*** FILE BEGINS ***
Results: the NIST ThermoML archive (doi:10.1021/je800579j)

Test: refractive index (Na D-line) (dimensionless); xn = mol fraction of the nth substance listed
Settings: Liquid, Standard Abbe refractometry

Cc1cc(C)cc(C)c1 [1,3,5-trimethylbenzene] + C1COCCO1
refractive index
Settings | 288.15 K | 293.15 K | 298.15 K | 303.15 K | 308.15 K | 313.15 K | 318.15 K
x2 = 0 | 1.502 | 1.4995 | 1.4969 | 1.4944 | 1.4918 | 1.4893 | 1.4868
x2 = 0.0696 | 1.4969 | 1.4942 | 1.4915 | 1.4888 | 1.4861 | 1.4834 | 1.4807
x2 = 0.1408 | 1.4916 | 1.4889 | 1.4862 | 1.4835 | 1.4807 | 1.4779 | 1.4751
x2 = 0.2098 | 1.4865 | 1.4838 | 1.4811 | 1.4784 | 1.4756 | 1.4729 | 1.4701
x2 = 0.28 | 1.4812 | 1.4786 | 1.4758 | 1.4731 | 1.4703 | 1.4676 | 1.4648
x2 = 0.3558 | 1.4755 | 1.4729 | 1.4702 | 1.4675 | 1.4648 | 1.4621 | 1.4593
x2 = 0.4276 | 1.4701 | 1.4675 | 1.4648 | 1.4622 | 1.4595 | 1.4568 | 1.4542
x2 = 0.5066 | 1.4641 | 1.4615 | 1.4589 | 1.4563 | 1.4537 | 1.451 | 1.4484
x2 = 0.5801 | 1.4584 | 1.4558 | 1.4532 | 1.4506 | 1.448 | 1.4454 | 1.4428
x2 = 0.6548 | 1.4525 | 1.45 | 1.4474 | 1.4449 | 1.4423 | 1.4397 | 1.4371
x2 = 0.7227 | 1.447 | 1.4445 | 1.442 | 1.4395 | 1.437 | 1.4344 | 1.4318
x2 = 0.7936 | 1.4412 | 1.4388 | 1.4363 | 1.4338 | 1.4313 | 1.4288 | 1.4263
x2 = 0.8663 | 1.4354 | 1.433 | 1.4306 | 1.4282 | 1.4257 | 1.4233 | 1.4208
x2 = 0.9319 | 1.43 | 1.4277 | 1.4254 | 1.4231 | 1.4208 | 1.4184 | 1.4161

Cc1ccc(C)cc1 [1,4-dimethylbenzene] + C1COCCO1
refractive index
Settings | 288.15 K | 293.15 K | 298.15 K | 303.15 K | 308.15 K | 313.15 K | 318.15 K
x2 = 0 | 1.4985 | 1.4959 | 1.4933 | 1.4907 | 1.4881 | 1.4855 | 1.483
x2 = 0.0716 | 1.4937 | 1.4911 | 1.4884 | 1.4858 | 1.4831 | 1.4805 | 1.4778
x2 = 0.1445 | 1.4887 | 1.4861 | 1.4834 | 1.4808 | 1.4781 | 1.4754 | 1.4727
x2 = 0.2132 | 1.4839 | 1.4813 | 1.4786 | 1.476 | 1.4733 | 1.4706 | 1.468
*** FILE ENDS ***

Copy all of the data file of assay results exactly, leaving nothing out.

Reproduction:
Results: the NIST ThermoML archive (doi:10.1021/je800579j)

Test: refractive index (Na D-line) (dimensionless); xn = mol fraction of the nth substance listed
Settings: Liquid, Standard Abbe refractometry

Cc1cc(C)cc(C)c1 [1,3,5-trimethylbenzene] + C1COCCO1
refractive index
Settings | 288.15 K | 293.15 K | 298.15 K | 303.15 K | 308.15 K | 313.15 K | 318.15 K
x2 = 0 | 1.502 | 1.4995 | 1.4969 | 1.4944 | 1.4918 | 1.4893 | 1.4868
x2 = 0.0696 | 1.4969 | 1.4942 | 1.4915 | 1.4888 | 1.4861 | 1.4834 | 1.4807
x2 = 0.1408 | 1.4916 | 1.4889 | 1.4862 | 1.4835 | 1.4807 | 1.4779 | 1.4751
x2 = 0.2098 | 1.4865 | 1.4838 | 1.4811 | 1.4784 | 1.4756 | 1.4729 | 1.4701
x2 = 0.28 | 1.4812 | 1.4786 | 1.4758 | 1.4731 | 1.4703 | 1.4676 | 1.4648
x2 = 0.3558 | 1.4755 | 1.4729 | 1.4702 | 1.4675 | 1.4648 | 1.4621 | 1.4593
x2 = 0.4276 | 1.4701 | 1.4675 | 1.4648 | 1.4622 | 1.4595 | 1.4568 | 1.4542
x2 = 0.5066 | 1.4641 | 1.4615 | 1.4589 | 1.4563 | 1.4537 | 1.451 | 1.4484
x2 = 0.5801 | 1.4584 | 1.4558 | 1.4532 | 1.4506 | 1.448 | 1.4454 | 1.4428
x2 = 0.6548 | 1.4525 | 1.45 | 1.4474 | 1.4449 | 1.4423 | 1.4397 | 1.4371
x2 = 0.7227 | 1.447 | 1.4445 | 1.442 | 1.4395 | 1.437 | 1.4344 | 1.4318
x2 = 0.7936 | 1.4412 | 1.4388 | 1.4363 | 1.4338 | 1.4313 | 1.4288 | 1.4263
x2 = 0.8663 | 1.4354 | 1.433 | 1.4306 | 1.4282 | 1.4257 | 1.4233 | 1.4208
x2 = 0.9319 | 1.43 | 1.4277 | 1.4254 | 1.4231 | 1.4208 | 1.4184 | 1.4161

Cc1ccc(C)cc1 [1,4-dimethylbenzene] + C1COCCO1
refractive index
Settings | 288.15 K | 293.15 K | 298.15 K | 303.15 K | 308.15 K | 313.15 K | 318.15 K
x2 = 0 | 1.4985 | 1.4959 | 1.4933 | 1.4907 | 1.4881 | 1.4855 | 1.483
x2 = 0.0716 | 1.4937 | 1.4911 | 1.4884 | 1.4858 | 1.4831 | 1.4805 | 1.4778
x2 = 0.1445 | 1.4887 | 1.4861 | 1.4834 | 1.4808 | 1.4781 | 1.4754 | 1.4727
x2 = 0.2132 | 1.4839 | 1.4813 | 1.4786 | 1.476 | 1.4733 | 1.4706 | 1.468